The interviews highlighted the role of the family as being broad and of high importance to older adults in the context of SDM.
The results suggest a varied understanding of SDM by older adults, in part, due to lack of awareness. It also highlighted the importance of defining decisions. Throughout the interviews, there was recognition of the roles of three parties within health-related decision making. The participants identified that they would like to have an active role in decision making and described ways in which this active role should be executed. They also outlined the role of the doctor, describing how they wanted to be assisted with decision making. Additionally, participants identified the relationship they had with their doctor impacted on their ability to make a shared decision. Finally, participants identified the importance of sharing decisions with family and described both direct and indirect roles for the family. Some of roles of the family have not been discussed previously.
Relevance to existing research
SDM is a sharing of expertise by both the patient and the clinician (Coulter and Collins, 2011). This research suggests that older people also recognise the distribution of expertise. Older people identified that they were experts in their own body, but indicated the medical and scientific knowledge needed to be provided by the clinician. Despite having experienced a change in the medical model (Kaba and Sooriakumaran, 2007), older adults have similar perceptions of SDM to the perceptions of patients in other qualitative studies (Shay and Lafata, 2014). The importance of the patient–doctor relationship described also agrees with previous qualitative work (Shay and Lafata, 2014). Other literature has identified that SDM between a clinician and an older adult can increase trust between the patient and the doctor (Butterworth and Campbell, 2014). However, as older adults feel a level of trust and respect must already exist before making a shared decision, there is a potential reciprocal relationship between the patient–clinician relationship and SDM.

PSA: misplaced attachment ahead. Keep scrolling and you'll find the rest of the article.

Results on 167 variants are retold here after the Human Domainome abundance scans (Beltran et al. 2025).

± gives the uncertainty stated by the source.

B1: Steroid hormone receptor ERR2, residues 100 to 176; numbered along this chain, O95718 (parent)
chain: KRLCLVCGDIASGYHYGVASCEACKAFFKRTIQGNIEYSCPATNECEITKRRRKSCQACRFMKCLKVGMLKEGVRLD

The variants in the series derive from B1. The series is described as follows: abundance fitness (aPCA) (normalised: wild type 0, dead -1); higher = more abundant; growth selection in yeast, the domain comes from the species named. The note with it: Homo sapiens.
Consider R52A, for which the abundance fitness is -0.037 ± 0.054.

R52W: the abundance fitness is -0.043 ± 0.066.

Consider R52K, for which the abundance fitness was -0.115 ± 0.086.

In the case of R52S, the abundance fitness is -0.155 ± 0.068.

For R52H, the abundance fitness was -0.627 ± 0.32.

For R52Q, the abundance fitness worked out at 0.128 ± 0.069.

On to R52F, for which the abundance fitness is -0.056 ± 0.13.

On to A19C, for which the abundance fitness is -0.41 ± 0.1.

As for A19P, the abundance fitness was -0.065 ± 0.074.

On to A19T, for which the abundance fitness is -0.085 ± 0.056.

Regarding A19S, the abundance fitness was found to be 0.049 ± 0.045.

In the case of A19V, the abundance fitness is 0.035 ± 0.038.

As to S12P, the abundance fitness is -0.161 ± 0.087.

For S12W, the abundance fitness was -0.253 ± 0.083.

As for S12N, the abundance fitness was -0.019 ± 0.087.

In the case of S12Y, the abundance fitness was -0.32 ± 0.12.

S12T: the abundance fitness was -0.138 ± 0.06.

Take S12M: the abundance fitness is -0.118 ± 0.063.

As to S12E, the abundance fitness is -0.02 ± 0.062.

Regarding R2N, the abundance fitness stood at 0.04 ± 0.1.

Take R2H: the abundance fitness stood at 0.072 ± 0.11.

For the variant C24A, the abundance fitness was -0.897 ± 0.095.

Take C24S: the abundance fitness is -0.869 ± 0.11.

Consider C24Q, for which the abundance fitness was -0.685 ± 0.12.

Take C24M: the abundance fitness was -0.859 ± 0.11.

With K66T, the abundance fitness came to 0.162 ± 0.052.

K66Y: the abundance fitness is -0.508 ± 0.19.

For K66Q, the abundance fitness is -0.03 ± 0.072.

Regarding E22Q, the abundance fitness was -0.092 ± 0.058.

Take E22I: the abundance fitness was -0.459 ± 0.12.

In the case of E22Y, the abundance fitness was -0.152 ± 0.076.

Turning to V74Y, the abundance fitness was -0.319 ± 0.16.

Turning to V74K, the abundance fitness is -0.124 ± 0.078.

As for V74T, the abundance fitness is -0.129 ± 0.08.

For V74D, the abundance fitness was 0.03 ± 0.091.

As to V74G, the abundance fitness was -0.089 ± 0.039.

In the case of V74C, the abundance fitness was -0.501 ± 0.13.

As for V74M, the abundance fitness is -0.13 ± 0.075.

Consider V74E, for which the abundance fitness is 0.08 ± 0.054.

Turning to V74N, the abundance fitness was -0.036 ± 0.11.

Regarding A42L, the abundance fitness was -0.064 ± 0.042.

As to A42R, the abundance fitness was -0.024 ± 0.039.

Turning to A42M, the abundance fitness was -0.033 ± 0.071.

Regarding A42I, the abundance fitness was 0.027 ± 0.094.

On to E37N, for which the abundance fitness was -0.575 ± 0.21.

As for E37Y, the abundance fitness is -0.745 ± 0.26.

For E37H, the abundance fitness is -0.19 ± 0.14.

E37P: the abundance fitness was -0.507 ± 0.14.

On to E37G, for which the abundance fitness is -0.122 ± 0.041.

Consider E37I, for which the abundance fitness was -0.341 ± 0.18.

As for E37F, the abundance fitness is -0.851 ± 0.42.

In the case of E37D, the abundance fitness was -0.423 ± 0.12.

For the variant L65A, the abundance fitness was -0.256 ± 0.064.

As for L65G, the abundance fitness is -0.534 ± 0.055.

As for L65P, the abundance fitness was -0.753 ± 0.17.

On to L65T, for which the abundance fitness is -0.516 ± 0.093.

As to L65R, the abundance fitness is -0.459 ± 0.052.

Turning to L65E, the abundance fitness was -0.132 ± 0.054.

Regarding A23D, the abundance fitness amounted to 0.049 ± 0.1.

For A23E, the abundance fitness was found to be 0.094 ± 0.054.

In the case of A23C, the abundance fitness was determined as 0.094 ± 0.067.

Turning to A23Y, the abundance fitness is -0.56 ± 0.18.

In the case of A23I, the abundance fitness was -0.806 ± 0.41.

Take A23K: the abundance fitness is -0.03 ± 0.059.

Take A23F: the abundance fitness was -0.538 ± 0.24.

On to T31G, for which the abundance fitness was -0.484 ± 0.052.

Older adults in this project expressed how they had an active role in decision making, including knowing their own bodies and asking questions. This differs to a survey that found preference for an active role in medical decision making declined with age (Levinson et al., 2005). During the interviews, it emerged that older people had a preference for an active role and, within the scope and sample of this research, there did not seem to be any declining interest in SDM with age. Levinson et al. (2005) used a survey-based approach, but the semi-structured interview approach used in this research allowed a more in-depth investigation suggesting older adults still prefer an active role.
The role of the family is a less well-documented area within SDM. Charles’ initial article proposed several roles for family members and there has been some investigation into the role of the family regarding decisions surrounding dementia (Miller et al., 2016). Within this project, some participants expressed that families had taken on some documented roles; however, there were also instances in which family members were involved in ways that have not yet been described. There were several situations in which the family had a considerable role in deciding how healthcare funding, which has not yet been described. It should be noted that some literature questions the role of the family, suggesting that the family may have a negative effect on the patients’ identity and autonomy (van Nistelrooij et al., 2017). Further research into the role of the family may be necessary to fully understand their role and the implications that it may have.
Relevance to clinical practice and further research
This research, alongside previous work, outlines the preference of older adults for active roles in decisions (Dardas et al., 2016; Miller et al., 2016). Previous studies have shown that older people are not involved in SDM to the extent that they would like (Miller et al., 2016). Therefore, facilitation of older adult involvement should become a priority within clinical practice. This would enable older adults to benefit from the higher probability of improved outcomeQs as a result of SDM (Shay and Lafata, 2015).
Improving awareness of SDM among older adults should also be a clinical focus as the majority of older adults are not familiar with SDM. Clinician training programmes have been shown to allow better facilitation of SDM, but the possibility of patient workshops in SDM still needs investigation (Sullivan et al., 2006; Hoffmann, Légaré, Simmons, McNamara, McCaffery, Trevena, Hudson, Glasziou and Del Mar, 2014).